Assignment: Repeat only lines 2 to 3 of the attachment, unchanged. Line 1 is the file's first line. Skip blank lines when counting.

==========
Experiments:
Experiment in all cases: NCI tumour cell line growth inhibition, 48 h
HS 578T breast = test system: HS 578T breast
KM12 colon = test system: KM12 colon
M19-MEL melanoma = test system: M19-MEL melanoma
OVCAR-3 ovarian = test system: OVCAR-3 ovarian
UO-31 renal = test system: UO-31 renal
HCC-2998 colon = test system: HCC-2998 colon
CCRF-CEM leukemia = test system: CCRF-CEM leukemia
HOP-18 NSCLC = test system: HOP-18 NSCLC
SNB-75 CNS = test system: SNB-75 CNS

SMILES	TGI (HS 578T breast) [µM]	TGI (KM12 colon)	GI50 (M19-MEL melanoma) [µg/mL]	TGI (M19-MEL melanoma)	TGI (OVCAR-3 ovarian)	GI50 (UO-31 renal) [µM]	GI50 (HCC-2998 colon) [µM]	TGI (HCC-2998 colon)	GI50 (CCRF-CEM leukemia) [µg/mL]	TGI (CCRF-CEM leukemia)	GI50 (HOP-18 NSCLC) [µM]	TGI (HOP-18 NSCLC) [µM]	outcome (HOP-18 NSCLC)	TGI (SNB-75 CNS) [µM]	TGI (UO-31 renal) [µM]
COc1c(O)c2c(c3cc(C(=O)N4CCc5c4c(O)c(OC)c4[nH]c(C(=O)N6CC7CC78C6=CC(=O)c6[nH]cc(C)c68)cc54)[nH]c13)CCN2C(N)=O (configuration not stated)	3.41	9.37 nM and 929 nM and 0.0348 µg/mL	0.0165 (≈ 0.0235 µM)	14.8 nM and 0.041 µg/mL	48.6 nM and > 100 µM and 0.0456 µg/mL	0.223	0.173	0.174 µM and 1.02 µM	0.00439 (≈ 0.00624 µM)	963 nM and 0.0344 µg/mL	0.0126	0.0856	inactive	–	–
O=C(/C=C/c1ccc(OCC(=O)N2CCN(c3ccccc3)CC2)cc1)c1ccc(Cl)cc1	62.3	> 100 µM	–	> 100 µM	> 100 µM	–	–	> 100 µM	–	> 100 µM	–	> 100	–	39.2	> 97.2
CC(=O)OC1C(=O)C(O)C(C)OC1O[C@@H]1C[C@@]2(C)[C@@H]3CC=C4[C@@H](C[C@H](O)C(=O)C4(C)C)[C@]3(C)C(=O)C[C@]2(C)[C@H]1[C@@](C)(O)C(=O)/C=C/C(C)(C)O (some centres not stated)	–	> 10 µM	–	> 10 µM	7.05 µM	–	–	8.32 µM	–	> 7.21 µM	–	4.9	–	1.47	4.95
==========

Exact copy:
Experiment in all cases: NCI tumour cell line growth inhibition, 48 h
HS 578T breast = test system: HS 578T breast